Where Do States Go? Strategy in Civil War Intervention
AbstractWhile the extant literature on the UN peacekeeping missions has considered the dynamics of institutional decisionmaking, relatively less attention has been paid to how states choose the civil wars in which they are going to intervene. In this article, I compare state and IGO decisionmaking in civil war intervention and claim that states make strategic decisions and consider the behavior of other third-party states to judge the costs and risks associated with intervention. Event history analysis results for the post-WWII period suggest that the timing of civil war intervention is closely associated with the warâ€™s intervention history. States become hesitant and wait for longer periods to take action in civil wars in which interventions that failed to influence combatant behavior have been attempted by other states. Civil wars that survive despite heavy third-party involvement discourage other states from undertaking intervention efforts.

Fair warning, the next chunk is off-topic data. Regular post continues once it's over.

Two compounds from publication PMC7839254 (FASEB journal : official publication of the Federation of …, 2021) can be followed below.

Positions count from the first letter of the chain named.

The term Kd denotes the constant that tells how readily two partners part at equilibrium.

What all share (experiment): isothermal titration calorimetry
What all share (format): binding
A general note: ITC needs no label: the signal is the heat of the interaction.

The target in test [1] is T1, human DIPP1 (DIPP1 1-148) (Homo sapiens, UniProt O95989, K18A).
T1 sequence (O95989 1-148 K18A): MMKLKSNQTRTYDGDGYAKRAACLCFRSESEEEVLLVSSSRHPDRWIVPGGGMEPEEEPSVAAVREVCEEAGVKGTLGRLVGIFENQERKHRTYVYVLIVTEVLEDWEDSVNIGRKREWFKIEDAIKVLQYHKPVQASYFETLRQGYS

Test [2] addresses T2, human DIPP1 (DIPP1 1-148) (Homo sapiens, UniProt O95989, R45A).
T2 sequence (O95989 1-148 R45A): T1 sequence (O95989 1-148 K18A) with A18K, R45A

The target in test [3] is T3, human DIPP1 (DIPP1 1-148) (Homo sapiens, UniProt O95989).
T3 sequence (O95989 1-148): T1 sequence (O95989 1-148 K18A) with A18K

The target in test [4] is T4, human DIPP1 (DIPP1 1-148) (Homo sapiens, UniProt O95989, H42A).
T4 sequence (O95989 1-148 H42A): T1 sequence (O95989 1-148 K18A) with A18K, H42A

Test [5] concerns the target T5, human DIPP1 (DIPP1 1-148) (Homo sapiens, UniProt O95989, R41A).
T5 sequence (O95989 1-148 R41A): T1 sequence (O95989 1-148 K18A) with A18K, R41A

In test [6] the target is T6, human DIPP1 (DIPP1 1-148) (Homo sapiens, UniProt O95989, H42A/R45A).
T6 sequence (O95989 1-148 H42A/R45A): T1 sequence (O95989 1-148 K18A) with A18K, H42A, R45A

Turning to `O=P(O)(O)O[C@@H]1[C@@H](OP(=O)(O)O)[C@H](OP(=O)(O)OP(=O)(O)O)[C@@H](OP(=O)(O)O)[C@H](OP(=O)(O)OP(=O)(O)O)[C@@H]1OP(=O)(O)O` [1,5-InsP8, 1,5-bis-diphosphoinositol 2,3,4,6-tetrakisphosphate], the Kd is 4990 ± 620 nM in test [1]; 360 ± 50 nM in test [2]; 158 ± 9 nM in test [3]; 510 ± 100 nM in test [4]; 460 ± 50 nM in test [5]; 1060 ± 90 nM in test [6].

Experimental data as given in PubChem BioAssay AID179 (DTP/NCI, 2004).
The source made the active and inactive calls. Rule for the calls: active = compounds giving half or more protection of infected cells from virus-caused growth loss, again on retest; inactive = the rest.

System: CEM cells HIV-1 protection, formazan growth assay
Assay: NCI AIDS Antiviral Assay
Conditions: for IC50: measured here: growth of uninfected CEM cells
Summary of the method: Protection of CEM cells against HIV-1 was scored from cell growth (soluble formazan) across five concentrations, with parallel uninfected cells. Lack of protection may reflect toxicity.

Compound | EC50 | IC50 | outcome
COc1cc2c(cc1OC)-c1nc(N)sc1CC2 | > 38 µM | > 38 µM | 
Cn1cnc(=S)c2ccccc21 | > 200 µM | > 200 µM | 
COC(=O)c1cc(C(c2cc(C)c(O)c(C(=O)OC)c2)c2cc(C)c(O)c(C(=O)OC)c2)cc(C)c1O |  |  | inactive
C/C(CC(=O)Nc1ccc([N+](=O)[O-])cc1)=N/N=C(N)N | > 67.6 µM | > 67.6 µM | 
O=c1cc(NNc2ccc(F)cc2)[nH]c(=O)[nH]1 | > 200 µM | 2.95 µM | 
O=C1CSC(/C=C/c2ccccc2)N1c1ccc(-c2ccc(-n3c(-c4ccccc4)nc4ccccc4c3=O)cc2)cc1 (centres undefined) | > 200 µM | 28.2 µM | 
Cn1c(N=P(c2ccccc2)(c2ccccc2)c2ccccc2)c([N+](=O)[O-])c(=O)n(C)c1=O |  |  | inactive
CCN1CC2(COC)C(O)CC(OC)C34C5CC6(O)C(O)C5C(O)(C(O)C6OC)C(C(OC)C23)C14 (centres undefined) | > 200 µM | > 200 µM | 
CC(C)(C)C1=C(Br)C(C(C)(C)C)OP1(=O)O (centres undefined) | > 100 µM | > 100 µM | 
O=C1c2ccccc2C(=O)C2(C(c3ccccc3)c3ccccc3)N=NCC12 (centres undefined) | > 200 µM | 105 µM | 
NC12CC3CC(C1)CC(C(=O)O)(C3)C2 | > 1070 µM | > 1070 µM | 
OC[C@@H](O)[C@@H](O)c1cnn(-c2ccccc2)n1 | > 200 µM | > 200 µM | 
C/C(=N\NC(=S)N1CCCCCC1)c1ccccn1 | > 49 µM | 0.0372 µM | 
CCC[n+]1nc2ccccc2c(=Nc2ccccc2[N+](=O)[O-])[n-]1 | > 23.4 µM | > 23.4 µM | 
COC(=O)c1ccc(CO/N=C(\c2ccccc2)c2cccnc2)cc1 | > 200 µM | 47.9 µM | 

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Bibliographic InfoArticle provided by Peace Science Society (International) in its journal Conflict Management and Peace Science.
Volume (Year): 27 (2010)
Issue (Month): 1 (February)
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Web page: http://pss.la.psu.edu/
civil war; conflict processes; event history analysis; multiple failure time; state and IGO interventions; strategic decision-making;
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- Duque, Juan Carlos & Jetter, Michael & Sosa, Santiago, 2014. "UN Interventions: The Role of Geography," IZA Discussion Papers 8052, Institute for the Study of Labor (IZA).
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